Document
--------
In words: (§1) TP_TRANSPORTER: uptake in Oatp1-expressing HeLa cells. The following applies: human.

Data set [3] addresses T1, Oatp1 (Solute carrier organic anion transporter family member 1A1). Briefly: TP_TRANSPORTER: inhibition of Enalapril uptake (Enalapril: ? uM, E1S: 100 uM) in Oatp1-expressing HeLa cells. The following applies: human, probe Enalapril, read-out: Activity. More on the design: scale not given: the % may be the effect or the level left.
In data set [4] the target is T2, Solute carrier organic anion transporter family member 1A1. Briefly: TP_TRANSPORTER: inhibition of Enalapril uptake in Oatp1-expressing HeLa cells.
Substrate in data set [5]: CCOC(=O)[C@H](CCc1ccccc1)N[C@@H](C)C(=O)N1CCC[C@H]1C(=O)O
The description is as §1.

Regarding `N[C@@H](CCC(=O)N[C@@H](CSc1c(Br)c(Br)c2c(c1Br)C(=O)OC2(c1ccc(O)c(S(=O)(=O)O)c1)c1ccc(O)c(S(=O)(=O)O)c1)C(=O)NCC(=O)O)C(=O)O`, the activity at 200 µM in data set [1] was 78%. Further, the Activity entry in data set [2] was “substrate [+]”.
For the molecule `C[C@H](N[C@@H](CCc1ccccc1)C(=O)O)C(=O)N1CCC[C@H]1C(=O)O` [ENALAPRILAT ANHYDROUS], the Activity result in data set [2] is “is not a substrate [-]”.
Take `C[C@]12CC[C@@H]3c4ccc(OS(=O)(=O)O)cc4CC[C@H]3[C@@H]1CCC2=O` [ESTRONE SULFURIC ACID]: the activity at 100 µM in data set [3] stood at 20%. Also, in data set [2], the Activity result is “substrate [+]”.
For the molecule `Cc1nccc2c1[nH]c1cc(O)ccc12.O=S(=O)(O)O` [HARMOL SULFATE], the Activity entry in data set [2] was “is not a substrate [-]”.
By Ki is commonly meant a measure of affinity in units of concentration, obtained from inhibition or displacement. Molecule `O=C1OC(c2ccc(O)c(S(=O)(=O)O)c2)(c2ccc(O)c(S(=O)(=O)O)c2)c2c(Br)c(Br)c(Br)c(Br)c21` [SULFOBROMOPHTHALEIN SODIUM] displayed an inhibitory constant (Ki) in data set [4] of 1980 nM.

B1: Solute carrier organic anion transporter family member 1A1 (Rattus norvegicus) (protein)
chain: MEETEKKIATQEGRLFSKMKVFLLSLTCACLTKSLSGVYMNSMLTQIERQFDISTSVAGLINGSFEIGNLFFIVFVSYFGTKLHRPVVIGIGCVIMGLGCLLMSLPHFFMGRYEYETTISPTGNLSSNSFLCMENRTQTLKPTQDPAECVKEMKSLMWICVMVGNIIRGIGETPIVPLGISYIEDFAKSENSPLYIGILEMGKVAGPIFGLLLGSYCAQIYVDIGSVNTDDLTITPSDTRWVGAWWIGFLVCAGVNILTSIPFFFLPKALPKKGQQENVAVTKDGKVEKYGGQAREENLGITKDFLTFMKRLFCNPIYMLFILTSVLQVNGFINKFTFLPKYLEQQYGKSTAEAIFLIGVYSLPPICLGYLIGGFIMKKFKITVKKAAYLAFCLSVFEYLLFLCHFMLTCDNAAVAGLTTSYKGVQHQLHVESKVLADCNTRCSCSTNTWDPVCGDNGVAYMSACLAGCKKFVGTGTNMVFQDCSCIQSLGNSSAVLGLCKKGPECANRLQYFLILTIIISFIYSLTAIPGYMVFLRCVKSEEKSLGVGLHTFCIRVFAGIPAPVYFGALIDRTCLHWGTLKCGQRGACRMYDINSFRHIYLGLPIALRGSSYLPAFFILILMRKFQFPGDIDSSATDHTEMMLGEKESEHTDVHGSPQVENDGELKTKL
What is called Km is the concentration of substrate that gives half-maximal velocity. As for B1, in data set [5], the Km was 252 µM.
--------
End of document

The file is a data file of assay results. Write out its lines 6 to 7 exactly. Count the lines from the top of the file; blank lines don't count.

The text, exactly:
Regarding `N[C@@H](CCC(=O)N[C@@H](CSc1c(Br)c(Br)c2c(c1Br)C(=O)OC2(c1ccc(O)c(S(=O)(=O)O)c1)c1ccc(O)c(S(=O)(=O)O)c1)C(=O)NCC(=O)O)C(=O)O`, the activity at 200 µM in data set [1] was 78%. Further, the Activity entry in data set [2] was “substrate [+]”.
For the molecule `C[C@H](N[C@@H](CCc1ccccc1)C(=O)O)C(=O)N1CCC[C@H]1C(=O)O` [ENALAPRILAT ANHYDROUS], the Activity result in data set [2] is “is not a substrate [-]”.